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WTLB: savour

Words to live by: savour

These last few weeks, living in a foreign place, that notion of enjoying the moment, savouring, basking in it, perhaps even wallowing has been heavily on my mind. It occurred to me to add some “words to live by” to the Agincourt blog as a tool for understanding my own process. Today’s nominee is savour, largely because I’ve had so little time to actually engage substantially with the places I’ve been visiting.

In British English—whose spelling I often prefer to American alternatives; grey versus gray is a case in point, just one of my many affectations—there is but a single letter separating savour and saviour. Happily (for me) the OED offers two very different roots, each from the Latin through Old French. The first derives from sapere (to taste); the second from salve (to save).; though salvation is not currently on my radar. Among savour’s several meanings, these interest me especially: to relish or enjoy; to give oneself to the enjoyment of. They also suggest savor as a noun—the power to excite or interest—not a way I’d think to use it. Verbs are just so much more powerful than strings of adjectives. 

My gut reaction is that savoring is a generational thing, but that’s just too easy. Generational differences are simply too convenient an explanation for why I craved more time on Friday afternoon to absorb Pere Lachaise Cemetery on the lumpy eastern edge of Paris.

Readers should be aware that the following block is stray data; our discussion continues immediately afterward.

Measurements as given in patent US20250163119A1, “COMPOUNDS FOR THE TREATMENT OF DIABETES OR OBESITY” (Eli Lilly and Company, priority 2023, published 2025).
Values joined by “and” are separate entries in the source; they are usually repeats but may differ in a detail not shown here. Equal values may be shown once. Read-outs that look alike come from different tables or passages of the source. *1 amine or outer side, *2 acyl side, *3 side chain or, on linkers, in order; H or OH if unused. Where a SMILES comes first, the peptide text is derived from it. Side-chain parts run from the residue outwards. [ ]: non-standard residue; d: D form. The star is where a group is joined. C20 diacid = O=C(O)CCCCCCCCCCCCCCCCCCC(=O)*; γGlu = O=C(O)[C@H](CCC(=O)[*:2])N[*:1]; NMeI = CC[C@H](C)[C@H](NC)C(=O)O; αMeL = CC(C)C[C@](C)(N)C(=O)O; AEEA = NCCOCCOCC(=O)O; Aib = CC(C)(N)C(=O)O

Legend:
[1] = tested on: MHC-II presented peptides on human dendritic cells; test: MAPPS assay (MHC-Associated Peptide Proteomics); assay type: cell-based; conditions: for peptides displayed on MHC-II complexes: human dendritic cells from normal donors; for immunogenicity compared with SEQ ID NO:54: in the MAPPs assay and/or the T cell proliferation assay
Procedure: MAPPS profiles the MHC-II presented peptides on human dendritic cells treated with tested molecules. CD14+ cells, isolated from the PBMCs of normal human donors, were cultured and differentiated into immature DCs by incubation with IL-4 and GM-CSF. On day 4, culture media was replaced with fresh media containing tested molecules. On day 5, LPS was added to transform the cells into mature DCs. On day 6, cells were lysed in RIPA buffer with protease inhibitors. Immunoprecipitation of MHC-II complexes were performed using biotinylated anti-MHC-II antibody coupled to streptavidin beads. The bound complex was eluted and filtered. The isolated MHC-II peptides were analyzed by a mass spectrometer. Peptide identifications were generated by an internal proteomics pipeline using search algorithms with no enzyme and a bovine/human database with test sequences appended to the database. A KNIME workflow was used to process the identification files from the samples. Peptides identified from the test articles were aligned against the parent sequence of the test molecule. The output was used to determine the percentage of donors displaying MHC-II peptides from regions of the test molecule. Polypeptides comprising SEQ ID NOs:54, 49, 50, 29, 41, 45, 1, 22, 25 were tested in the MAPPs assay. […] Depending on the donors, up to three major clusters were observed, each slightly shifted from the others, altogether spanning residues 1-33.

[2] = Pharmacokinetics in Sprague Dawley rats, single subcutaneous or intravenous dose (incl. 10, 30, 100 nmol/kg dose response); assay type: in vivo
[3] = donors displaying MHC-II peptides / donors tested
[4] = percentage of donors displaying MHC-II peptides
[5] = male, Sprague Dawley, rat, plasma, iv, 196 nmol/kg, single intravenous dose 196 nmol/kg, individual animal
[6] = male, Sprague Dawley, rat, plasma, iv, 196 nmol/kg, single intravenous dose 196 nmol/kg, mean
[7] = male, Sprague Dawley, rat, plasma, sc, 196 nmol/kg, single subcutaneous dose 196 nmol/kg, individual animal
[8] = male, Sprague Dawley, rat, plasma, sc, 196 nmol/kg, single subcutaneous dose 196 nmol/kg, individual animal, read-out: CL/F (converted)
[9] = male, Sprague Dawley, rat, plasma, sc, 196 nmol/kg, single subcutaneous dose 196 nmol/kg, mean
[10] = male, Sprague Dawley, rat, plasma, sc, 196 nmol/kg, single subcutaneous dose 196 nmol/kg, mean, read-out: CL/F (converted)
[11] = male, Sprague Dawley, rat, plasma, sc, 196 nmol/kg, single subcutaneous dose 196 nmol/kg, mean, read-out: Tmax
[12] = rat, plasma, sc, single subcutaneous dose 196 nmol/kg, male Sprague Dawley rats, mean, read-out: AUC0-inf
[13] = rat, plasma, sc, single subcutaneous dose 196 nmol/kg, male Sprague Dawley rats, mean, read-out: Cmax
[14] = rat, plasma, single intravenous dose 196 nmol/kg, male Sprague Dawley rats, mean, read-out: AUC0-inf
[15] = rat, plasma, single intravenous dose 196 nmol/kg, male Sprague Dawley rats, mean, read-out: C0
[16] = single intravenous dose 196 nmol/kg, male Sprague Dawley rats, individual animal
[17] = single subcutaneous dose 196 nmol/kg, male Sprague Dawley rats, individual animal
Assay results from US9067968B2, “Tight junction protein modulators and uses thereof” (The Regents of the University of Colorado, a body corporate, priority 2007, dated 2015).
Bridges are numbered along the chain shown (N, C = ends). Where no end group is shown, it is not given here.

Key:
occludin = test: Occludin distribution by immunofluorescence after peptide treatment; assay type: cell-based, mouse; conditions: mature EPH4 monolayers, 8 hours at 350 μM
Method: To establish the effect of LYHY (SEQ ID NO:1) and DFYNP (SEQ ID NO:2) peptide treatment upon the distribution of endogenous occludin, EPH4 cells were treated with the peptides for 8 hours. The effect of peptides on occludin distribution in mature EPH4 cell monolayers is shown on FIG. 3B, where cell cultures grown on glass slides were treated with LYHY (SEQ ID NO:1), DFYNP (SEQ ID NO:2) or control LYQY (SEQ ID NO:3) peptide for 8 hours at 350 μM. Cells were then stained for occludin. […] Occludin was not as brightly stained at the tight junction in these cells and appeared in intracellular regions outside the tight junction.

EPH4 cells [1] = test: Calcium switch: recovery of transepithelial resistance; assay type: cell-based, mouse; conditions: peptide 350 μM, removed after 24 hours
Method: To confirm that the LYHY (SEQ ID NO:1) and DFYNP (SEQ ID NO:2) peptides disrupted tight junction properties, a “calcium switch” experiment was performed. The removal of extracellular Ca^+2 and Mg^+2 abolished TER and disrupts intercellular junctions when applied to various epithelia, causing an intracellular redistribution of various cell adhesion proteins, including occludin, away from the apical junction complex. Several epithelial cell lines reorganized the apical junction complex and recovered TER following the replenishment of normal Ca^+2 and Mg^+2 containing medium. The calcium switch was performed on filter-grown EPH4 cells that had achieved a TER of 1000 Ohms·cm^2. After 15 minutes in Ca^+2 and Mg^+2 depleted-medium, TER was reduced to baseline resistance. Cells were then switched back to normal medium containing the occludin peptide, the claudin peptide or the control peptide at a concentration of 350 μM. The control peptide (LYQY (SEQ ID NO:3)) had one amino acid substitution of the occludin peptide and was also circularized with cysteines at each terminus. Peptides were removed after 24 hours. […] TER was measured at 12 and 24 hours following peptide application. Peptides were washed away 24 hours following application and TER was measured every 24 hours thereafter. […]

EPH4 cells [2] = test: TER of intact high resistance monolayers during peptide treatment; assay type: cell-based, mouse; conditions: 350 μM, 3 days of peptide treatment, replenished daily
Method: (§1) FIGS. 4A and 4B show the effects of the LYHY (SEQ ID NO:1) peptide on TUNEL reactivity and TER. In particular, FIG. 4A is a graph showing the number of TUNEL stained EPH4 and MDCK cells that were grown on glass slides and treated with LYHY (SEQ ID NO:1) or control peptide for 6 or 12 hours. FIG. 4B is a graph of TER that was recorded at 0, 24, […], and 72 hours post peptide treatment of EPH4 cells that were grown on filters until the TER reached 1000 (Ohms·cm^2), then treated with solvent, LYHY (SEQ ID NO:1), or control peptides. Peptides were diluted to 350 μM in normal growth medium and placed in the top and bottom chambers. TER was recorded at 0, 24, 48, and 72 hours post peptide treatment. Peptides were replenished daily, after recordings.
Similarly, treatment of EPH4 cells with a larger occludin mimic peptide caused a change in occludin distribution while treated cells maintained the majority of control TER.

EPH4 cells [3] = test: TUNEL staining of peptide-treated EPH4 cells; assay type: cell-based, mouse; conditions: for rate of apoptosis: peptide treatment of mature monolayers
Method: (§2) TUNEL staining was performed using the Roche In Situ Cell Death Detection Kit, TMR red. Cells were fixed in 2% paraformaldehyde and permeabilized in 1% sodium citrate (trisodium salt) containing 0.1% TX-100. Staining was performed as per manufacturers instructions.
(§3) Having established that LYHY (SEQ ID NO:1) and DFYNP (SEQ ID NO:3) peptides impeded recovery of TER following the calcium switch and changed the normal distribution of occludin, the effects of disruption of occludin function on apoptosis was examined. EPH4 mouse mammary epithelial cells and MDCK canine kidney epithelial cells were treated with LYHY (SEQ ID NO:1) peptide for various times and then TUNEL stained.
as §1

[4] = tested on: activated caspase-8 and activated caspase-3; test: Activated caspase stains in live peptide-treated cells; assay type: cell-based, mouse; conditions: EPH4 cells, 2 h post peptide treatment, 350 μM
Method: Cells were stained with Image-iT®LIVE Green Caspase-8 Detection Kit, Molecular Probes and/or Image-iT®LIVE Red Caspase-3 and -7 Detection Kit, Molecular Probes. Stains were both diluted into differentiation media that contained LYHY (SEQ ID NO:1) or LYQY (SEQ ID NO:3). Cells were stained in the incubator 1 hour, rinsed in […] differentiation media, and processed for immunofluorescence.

pere-lachaise-cimetiere

The site of Pere Lachaise was acquired by Napoleon about 1803 as expansion for the shrinking capacity of Paris churchyards and crypts. But it didn’t flourish until a generation later when Napoleon III charged his planner Baron Georges-Eugène Haussmann with clearing out those crypts and burial grounds. So many human remains were removed that a special rail line connected the city with this remote postage stamp of property that has been enlarged seven or eight times. A map and list of notable interments—Champollion, Proust, Collette, Oscar Wilde, et al.—was a pop quiz in 19th and 20th century history. I stood and savoured only that for nearly half an hour.

During and after the fact, I pondered my fascination with the place. Is it a question of (1) age-and-stage? Were Friday’s parks—I do think of Pere Lachaise as a de facto historical park—interesting because I might soon be one of its residents? Or (2) are they important because of when I was born and the circumstances—the Cold War, the Bomb—that shaped my generation? Or (3) are they more particular to my personal evolution; to the events that brought Agincourt into existence, for example? I won’t stop wondering.

The palpable melancholy of Pere Lachaise does have direct application to Agincourt. I hoped that my time there would help with the design of The Shades, Agincourt’s non-denominational cemetery. It will not be as dense or picturesque as Pere, but the inscription on ancient Greek above the entrance—”We are dead. Save your tears for the living.”—is intended to generate similar feelings for the sublime and nostalgic. Like anything we design, it takes time; architects, after all, are ruminants and must chew their cud again and again.

It requires savouring, one of my new words to live by.

 


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